• 12.12.13

How The Simpsons Brand Took Over The World

Bart Simpson is loving life. Because when Hollywood rebels grow old, their fans grow old with them–and buy Bart Simpson merchandise.

How The Simpsons Brand Took Over The World

Just this week, the crowdsourced design site Threadless released a new line of officially licensed The Simpsons T-shirts. Designed by fans, the products are a first for Fox, a company that’s self-admittedly litigious in protecting the Simpsons IP. But the move is right in line with what Peter Leeb, VP of Global Brand Management and Strategy for Fox Consumer Products, calls a more interactive Simpsons brand–one that has included everything from a mobile game (The Simpsons Tapped Out) to a Season 22 fan vote that decided the fate of Ned Flanders’s love life.


These initiatives are just part of the reason The Simpsons has managed, almost 25 years after Bart first ay, caramba’d his way into our living rooms, to become one of the world’s most resilient brands. Simpsons licensed products are worth hundreds of millions of dollars a year. Bart, Marge, and Homer are regulars on the celebrity endorsement circuit. And on social media, The Simpsons is a virtual juggernaut, with 20 million more Facebook likes than Disney. “You look at the global reach we have on Facebook, and we’re approaching 69 million Facebook fans,” Leeb says. “If you compare that with [Facebook likes] of general brands–not even other entertainment properties–The Simpsons as a brand is right behind Coca-Cola. It’s ahead of Starbucks and McDonald’s.” How did a show that once passed for a cultural lightning rod get more popular than Starbucks, and every bit as anodyne?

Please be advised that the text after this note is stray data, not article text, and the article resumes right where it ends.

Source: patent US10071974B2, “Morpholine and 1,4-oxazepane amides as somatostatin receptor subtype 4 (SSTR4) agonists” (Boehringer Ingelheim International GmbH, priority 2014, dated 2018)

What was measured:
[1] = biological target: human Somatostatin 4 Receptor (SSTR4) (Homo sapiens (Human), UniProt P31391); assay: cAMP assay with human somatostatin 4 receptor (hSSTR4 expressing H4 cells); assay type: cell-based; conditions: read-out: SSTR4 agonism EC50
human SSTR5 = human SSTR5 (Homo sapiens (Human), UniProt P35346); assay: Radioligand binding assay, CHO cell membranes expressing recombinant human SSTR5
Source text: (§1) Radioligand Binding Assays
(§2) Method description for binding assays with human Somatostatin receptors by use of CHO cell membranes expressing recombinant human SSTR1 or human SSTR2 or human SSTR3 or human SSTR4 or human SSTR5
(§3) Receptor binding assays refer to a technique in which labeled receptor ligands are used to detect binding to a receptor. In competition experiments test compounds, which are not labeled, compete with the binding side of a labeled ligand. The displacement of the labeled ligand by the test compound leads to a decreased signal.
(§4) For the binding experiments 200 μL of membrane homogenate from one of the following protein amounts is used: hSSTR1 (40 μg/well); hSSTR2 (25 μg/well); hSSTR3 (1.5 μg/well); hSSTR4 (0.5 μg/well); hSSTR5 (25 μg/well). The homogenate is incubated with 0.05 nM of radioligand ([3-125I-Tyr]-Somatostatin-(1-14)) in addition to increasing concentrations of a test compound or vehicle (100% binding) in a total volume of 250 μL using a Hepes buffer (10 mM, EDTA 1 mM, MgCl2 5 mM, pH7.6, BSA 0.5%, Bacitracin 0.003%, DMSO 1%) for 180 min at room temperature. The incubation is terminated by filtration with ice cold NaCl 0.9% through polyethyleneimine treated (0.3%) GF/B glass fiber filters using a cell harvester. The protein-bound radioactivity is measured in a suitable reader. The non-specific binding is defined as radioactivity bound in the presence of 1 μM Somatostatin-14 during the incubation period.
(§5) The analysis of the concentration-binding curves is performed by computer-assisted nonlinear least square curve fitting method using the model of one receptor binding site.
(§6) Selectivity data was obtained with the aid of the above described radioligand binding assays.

In the year 1990, I performed the ultimate demonstration of second-grade rebellion. I didn’t pull a fire alarm or flunk a test. I wore a Bart Simpson T-shirt to school.

He was surfing on a wave upside down. A speech bubble read, “Aye carumba!!”

Friends spotted it the moment I stepped off the bus, mouths agape in total disbelief that my parents had ever approved the purchase. I didn’t get it, especially since it seemed like half the school was donning similar Bart Simpson gear. But within the week, I couldn’t wear that shirt to school anymore. Bart Simpson had been banned, and little did I know, my small midwestern town was caught in a nationwide wave of knee-jerk response to prepubescent self-expression.

Reading news reports from the time, it’s shocking to see that it wasn’t just a few paranoid principles or overzealous parents outlawing the shirts. As a million Bart Simpson shirts sold each week, adult society at large feared the rise of a grade school anti-hero. One shirt in particular featured Bart aiming a slingshot right at the viewer. He was labeled an Underachiever, “and proud of it, man!”

Said UCLA professor Gordon Berry at the time, “If I had my option, the T-shirt would say: ‘I’m Bart Simpson. I’m an underachiever and I’m trying to do better.’ But that’s not much fun, is it?”


A quarter of a century after Bart Simpson so maliciously stated, “Don’t have a cow, man!” he’s become the Elvis of his era. The Simpsons is now the longest-running scripted show in television history, which has provided the cultural half-life to transform Bart from a symbol of rebellion to an endless stream of family-friendly merchandising opportunities. Children who grew up on The Simpsons are becoming parents.

While 25 seasons of The Simpsons makes for more than a few overreaching plot twists, it also provides time for the IP to snowball. Like any brand, the images of the family have become more recognizable through impressions on our eyes. Simultaneously, each new season allows the writer’s room to expand The Simpsons IP to a larger world. Bart may be one of only three children, but there are now hundreds of other characters on the show.